People Page Layouts

Representing the sum of your parts

There are many ways to cut an onion, but some methods will save you tears down the road. Similarly, when creating people pages certain techniques save considerable time. A little planning with this guide will clear your path.

What to tell and why?

Ask yourself this question to help guide your design. People pages can have different purposes — from a simple roladex, to a mission-oriented Who We Are page full of bios and achievements.

Elements for People Pages

  • Contact Information
  • Publications & Awards
  • Biographies
  • Photos & Galleries
  • Mission Statement
  • People Past or Present

With a vision in mind, answer this 2-part questionnaire:

1. Who's in Your Team?

Your people guides whether your page is better suited to leveraging the Profile component, or alternate (e.g. Text & Image) components. We recommend everyone populate their Stanford Profile so you can fully leverage the Profile component — it will ultimately save time and resolve information conflicts.

Faculty: Typically already have their Stanford Profile populated, so using the Profile component will save considerable time. Show me »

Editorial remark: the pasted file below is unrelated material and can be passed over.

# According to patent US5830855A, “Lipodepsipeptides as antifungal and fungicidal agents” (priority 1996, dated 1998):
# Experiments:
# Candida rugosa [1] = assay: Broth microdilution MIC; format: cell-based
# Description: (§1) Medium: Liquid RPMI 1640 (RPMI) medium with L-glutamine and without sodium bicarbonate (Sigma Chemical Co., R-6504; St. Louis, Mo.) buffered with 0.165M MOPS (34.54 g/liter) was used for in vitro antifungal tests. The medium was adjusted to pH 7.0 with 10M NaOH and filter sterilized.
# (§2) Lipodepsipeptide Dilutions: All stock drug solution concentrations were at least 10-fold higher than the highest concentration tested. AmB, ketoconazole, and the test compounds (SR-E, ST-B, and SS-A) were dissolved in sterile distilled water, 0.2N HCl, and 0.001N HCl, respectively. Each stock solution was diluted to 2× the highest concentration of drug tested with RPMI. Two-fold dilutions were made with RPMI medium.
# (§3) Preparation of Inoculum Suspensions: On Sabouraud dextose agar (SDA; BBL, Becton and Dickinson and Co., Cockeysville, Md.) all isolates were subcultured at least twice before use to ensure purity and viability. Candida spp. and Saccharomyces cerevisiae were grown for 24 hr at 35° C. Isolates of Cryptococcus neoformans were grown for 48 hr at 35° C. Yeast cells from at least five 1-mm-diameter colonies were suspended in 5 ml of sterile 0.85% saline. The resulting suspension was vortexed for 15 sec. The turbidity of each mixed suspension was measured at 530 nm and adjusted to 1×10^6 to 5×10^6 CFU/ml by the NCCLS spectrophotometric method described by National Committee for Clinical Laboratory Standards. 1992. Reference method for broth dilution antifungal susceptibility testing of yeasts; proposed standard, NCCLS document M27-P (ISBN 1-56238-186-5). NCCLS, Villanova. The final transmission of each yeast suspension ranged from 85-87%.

Non-Faculty: Staff and students often need to add photos and change their Stanford Profile privacy settings to public, so using alternate components may work better. Show me »

Why Profile Component

  • Efficiency & syncronization
  • Standard look & design
  • Custom information feed

Why Alternate Components

  • Users not leveraging CAP
  • Custom look & design

2. How Many People are There?

The number of people being shown should guide how you display them. A small team can get away with simple layouts, whereas larger ones usually warrant a more thoughtful approach.

Small Groups: Smaller numbers (<10) can likely fit onto a single page with little in the way of additional categorization. Show me »

Large Groups: Larger numbers (>10) can be displayed across multiple pages, or consolidated on a single, categorized page. Show me »

Why a single page

  • A small group
  • Categorizing team members
  • A consolidated, one-stop-shop

Why multiple pages

  • Large groups, in lieu of a long page
  • Strong distinctions (i.e. Alumni-Administration-Services)
  • Focused individual pages